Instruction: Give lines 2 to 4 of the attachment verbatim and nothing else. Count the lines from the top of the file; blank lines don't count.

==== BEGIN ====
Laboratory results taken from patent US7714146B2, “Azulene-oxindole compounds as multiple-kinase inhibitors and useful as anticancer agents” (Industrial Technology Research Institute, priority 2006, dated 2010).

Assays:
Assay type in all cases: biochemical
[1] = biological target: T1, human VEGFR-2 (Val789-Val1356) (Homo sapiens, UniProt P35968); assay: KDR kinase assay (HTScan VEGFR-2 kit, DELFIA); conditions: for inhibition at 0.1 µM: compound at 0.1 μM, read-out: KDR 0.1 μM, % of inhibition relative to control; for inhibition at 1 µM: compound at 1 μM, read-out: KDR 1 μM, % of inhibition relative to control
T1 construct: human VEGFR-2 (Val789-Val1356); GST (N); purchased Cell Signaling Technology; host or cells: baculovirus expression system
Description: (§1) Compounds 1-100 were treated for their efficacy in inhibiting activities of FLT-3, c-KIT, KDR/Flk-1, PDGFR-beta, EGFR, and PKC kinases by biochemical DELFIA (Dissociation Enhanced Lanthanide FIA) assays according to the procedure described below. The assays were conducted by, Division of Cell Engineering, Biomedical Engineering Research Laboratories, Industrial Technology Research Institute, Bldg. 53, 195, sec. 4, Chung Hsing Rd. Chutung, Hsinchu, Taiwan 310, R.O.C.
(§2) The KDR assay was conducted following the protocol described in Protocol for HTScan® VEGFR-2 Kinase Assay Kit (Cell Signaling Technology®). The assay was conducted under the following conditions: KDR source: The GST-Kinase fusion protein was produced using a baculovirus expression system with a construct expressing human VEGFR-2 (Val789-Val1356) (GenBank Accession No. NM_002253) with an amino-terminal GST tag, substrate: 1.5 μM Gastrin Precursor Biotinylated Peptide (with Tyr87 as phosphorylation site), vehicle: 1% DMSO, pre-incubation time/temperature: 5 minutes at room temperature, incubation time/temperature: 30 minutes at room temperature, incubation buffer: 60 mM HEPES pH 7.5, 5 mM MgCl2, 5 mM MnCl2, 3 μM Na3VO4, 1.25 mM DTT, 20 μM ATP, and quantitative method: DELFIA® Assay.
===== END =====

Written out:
Assays:
Assay type in all cases: biochemical
[1] = biological target: T1, human VEGFR-2 (Val789-Val1356) (Homo sapiens, UniProt P35968); assay: KDR kinase assay (HTScan VEGFR-2 kit, DELFIA); conditions: for inhibition at 0.1 µM: compound at 0.1 μM, read-out: KDR 0.1 μM, % of inhibition relative to control; for inhibition at 1 µM: compound at 1 μM, read-out: KDR 1 μM, % of inhibition relative to control